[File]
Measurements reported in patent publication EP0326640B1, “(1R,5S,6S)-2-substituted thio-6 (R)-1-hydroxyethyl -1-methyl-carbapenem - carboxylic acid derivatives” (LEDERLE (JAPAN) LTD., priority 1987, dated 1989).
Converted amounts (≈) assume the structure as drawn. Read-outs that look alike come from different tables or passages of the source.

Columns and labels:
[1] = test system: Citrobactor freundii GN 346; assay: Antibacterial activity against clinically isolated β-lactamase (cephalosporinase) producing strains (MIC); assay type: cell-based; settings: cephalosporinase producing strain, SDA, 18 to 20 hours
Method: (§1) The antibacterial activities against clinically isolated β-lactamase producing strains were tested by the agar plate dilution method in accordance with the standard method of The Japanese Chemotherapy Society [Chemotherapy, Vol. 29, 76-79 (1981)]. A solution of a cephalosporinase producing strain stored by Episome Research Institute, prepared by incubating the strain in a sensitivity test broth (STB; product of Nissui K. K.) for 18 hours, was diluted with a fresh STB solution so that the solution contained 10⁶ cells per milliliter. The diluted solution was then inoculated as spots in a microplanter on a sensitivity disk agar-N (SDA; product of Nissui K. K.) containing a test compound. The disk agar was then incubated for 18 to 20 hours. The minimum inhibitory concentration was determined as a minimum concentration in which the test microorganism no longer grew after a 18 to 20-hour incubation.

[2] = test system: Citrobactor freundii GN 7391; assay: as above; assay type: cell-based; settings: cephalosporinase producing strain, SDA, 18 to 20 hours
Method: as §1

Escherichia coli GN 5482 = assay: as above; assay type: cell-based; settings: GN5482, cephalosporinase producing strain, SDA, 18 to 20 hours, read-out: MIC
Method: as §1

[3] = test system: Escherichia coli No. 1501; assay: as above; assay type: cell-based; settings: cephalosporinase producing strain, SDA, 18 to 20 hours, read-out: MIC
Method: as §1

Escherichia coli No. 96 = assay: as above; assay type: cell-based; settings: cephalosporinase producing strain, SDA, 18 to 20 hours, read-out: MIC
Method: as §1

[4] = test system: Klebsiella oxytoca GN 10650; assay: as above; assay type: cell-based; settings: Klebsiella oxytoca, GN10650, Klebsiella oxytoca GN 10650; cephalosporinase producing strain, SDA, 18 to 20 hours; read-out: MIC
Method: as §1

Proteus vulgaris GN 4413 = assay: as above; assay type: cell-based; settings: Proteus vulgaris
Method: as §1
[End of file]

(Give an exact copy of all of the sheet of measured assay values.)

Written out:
Measurements reported in patent publication EP0326640B1, “(1R,5S,6S)-2-substituted thio-6 (R)-1-hydroxyethyl -1-methyl-carbapenem - carboxylic acid derivatives” (LEDERLE (JAPAN) LTD., priority 1987, dated 1989).
Converted amounts (≈) assume the structure as drawn. Read-outs that look alike come from different tables or passages of the source.

Columns and labels:
[1] = test system: Citrobactor freundii GN 346; assay: Antibacterial activity against clinically isolated β-lactamase (cephalosporinase) producing strains (MIC); assay type: cell-based; settings: cephalosporinase producing strain, SDA, 18 to 20 hours
Method: (§1) The antibacterial activities against clinically isolated β-lactamase producing strains were tested by the agar plate dilution method in accordance with the standard method of The Japanese Chemotherapy Society [Chemotherapy, Vol. 29, 76-79 (1981)]. A solution of a cephalosporinase producing strain stored by Episome Research Institute, prepared by incubating the strain in a sensitivity test broth (STB; product of Nissui K. K.) for 18 hours, was diluted with a fresh STB solution so that the solution contained 10⁶ cells per milliliter. The diluted solution was then inoculated as spots in a microplanter on a sensitivity disk agar-N (SDA; product of Nissui K. K.) containing a test compound. The disk agar was then incubated for 18 to 20 hours. The minimum inhibitory concentration was determined as a minimum concentration in which the test microorganism no longer grew after a 18 to 20-hour incubation.

[2] = test system: Citrobactor freundii GN 7391; assay: as above; assay type: cell-based; settings: cephalosporinase producing strain, SDA, 18 to 20 hours
Method: as §1

Escherichia coli GN 5482 = assay: as above; assay type: cell-based; settings: GN5482, cephalosporinase producing strain, SDA, 18 to 20 hours, read-out: MIC
Method: as §1

[3] = test system: Escherichia coli No. 1501; assay: as above; assay type: cell-based; settings: cephalosporinase producing strain, SDA, 18 to 20 hours, read-out: MIC
Method: as §1

Escherichia coli No. 96 = assay: as above; assay type: cell-based; settings: cephalosporinase producing strain, SDA, 18 to 20 hours, read-out: MIC
Method: as §1

[4] = test system: Klebsiella oxytoca GN 10650; assay: as above; assay type: cell-based; settings: Klebsiella oxytoca, GN10650, Klebsiella oxytoca GN 10650; cephalosporinase producing strain, SDA, 18 to 20 hours; read-out: MIC
Method: as §1

Proteus vulgaris GN 4413 = assay: as above; assay type: cell-based; settings: Proteus vulgaris
Method: as §1